Antibiotic-resistant bugs in British supermarket chicken reach record levels

© Tara Todras-Whitehill
A food poisoning bug found in three-quarters of British supermarket chicken is showing drastically increased resistance to antibiotics, which may mean it will become harder for doctors to treat.

The Food Standards Agency (FSA) tested campylobacter bacteria found in poultry. It said resistance to certain antibiotics, including a commonly used drug to treat the bug, ciprofloxacin, had more than doubled in some strains.

It also found a big increase in resistance to the antibiotic nalidixic acid, with more than half of two common strains, C.jejuni and C.Coli, found to be resistant to the drug.

Both antibiotics are classed as “critically important,” which means a drug is the only option or one of very few alternatives for treating human illnesses.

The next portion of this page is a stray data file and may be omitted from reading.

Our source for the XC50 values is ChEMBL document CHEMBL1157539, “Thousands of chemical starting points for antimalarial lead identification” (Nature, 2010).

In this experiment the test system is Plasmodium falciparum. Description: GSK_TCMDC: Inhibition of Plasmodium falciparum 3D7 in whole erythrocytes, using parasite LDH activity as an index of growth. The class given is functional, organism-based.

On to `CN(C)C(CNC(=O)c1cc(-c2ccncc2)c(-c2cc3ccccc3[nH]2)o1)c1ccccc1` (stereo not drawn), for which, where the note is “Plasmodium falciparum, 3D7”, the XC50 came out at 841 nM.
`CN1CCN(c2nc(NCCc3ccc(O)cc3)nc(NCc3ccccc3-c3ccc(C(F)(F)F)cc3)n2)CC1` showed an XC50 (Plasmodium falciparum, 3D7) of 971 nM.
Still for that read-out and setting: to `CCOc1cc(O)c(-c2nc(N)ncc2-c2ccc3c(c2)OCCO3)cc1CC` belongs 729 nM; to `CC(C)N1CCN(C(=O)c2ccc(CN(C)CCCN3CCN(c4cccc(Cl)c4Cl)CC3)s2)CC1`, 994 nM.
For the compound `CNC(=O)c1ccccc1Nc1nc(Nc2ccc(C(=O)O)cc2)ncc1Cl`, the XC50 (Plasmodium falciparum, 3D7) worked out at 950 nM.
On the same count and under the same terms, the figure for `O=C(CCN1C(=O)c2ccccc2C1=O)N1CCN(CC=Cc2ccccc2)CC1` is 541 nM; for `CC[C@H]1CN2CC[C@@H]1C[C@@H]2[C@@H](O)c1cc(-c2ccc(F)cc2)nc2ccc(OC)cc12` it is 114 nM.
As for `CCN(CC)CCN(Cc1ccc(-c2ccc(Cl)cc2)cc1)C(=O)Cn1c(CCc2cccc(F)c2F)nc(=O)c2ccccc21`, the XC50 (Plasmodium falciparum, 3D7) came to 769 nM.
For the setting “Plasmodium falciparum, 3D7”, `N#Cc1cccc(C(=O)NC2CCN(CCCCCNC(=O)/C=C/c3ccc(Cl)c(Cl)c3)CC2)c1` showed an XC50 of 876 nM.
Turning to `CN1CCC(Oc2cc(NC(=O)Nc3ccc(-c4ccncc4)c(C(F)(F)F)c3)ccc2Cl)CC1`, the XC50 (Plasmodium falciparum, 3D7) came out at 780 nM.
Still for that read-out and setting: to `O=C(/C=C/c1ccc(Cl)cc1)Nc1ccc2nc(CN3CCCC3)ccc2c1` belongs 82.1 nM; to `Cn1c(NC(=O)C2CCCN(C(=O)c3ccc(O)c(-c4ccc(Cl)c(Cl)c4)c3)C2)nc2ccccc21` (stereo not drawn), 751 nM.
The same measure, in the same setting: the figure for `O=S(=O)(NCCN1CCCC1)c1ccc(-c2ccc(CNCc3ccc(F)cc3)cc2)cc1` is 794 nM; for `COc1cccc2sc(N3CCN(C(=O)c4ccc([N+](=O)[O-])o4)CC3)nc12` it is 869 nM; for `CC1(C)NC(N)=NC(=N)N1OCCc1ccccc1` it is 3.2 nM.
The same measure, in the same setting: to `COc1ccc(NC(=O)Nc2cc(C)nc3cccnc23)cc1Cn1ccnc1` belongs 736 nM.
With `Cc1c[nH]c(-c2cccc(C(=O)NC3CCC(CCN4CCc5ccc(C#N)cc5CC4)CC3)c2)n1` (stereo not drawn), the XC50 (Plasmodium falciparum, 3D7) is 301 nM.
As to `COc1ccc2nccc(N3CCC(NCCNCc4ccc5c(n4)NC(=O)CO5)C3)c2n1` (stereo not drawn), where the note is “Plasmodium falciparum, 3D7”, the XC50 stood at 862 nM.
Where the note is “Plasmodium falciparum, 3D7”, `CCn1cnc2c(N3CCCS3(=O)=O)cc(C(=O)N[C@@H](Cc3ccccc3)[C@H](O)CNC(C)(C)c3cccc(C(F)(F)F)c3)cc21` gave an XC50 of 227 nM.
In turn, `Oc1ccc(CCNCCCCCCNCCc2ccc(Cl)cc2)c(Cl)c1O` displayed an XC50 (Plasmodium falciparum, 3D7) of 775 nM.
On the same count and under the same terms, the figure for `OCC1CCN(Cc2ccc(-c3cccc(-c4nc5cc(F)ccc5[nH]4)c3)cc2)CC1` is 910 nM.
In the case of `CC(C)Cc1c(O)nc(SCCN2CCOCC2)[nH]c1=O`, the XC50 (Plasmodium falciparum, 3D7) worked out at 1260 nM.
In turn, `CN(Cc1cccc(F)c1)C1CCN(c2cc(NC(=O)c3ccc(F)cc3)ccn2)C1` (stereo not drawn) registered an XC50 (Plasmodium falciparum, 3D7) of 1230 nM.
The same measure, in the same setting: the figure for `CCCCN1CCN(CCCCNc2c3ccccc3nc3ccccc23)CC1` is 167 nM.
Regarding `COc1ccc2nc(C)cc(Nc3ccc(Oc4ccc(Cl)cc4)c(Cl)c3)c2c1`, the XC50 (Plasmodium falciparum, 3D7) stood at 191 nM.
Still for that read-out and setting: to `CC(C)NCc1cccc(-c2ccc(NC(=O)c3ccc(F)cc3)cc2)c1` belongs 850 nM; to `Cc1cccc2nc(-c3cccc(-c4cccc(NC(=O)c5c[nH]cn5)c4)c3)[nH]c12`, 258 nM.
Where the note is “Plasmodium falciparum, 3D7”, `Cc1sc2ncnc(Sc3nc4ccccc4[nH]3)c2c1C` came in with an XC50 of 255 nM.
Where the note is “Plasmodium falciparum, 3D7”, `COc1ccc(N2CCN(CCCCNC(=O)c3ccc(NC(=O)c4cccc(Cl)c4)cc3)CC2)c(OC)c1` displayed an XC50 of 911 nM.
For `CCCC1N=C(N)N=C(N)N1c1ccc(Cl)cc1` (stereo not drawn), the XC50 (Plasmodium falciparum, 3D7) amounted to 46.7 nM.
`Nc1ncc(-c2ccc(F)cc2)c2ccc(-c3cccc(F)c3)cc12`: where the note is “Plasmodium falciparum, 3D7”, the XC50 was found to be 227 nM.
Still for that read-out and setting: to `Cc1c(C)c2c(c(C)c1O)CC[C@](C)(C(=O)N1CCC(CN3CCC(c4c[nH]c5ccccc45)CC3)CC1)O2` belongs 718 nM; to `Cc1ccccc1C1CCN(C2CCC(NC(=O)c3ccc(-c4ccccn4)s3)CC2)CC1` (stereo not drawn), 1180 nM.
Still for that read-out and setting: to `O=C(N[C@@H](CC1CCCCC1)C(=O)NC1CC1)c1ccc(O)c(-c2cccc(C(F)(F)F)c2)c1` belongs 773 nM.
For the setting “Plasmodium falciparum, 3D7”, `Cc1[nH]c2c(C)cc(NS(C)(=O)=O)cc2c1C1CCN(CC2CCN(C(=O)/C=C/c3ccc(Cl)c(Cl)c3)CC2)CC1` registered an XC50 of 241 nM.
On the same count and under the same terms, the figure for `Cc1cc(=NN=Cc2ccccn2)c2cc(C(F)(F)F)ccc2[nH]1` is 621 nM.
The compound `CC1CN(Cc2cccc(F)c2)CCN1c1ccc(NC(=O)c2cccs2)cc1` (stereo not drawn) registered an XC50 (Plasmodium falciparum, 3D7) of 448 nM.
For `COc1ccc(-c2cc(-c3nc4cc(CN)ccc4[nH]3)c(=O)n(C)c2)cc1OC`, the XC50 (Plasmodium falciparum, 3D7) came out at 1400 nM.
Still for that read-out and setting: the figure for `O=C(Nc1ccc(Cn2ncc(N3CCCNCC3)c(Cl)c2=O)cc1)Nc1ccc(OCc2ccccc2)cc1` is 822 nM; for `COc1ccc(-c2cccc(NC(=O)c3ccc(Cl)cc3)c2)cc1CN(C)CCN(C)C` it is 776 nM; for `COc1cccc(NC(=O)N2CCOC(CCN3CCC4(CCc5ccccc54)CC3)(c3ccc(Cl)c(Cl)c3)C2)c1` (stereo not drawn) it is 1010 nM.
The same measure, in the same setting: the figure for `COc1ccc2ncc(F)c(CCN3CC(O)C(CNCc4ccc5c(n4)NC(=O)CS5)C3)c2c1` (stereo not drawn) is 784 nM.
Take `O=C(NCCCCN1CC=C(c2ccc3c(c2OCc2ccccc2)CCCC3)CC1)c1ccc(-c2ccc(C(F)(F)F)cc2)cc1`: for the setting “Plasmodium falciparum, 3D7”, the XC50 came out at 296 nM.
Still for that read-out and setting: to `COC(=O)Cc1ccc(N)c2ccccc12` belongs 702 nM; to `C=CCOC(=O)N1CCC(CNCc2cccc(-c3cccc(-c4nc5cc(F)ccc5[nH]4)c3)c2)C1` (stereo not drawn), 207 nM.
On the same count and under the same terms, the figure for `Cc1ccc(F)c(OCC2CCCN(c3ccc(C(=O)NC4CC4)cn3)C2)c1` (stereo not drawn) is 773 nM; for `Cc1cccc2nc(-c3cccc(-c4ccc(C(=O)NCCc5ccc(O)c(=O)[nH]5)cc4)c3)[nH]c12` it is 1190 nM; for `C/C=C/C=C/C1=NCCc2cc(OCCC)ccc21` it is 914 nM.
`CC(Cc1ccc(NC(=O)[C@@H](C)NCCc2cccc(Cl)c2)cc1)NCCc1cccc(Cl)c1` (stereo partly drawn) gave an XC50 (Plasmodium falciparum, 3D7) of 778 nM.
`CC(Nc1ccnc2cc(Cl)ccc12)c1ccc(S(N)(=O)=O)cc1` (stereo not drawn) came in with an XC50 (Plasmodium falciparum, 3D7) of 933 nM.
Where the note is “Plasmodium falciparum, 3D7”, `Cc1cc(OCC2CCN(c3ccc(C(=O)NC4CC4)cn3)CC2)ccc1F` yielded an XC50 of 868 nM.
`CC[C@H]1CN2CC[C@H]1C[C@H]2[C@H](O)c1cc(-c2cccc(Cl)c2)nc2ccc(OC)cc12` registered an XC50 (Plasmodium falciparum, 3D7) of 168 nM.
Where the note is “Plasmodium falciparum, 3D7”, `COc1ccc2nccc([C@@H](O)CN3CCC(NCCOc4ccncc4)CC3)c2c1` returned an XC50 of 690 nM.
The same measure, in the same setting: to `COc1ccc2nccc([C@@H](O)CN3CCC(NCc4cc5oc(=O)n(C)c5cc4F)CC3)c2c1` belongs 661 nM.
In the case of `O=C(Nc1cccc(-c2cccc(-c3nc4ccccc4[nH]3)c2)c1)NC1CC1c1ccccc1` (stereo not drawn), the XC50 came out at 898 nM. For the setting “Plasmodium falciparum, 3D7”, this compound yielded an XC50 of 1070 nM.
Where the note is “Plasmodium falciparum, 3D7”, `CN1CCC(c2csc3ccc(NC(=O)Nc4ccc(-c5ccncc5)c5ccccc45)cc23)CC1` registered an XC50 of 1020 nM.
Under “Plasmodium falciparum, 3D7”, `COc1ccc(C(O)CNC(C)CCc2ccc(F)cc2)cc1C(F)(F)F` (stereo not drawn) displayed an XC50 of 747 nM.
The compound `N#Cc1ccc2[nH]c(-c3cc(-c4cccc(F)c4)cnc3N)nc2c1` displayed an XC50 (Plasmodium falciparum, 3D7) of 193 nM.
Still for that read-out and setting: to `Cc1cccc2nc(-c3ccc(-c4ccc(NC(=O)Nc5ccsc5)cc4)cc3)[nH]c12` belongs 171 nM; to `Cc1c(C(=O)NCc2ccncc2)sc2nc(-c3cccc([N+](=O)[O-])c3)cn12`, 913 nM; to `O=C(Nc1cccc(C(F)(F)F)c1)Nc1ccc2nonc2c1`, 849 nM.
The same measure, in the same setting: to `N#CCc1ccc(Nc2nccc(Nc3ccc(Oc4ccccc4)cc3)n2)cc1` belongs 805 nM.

Across the 283 samples tested by the FSA, 5 percent had developed resistance to multiple drugs.

The FSA noted that 900 million chickens are produced in the UK every year, which means millions could be carrying multi-resistant-bacteria.

According to The Bureau of Investigative Journalism (TBIJ), campylobacter is responsible for half a million infections, 100 deaths and 80,000 GP consultations every year, costing a total of £900 million (US$1.17 billion).

Professor Tim Lang from City University’s Centre for Food Policy says increasing drug resistance could lead to more deaths.

“This is deeply worrying and poses gross pressures on the NHS [National Health Service],” he told TBIJ.

“We’re passively accepting 100 deaths a year, will we accept 1,000 or 10,000? What I fear is the normalization of antimicrobial resistance related deaths.”

TBIJ says one of the key drivers to antibiotic resistance is the use of drugs within industrial farming.

It says its investigation earlier this year uncovered UK poultry farmers are using significant quantities of antibiotics despite the fact it was fueling the rise of resistant campylobacter.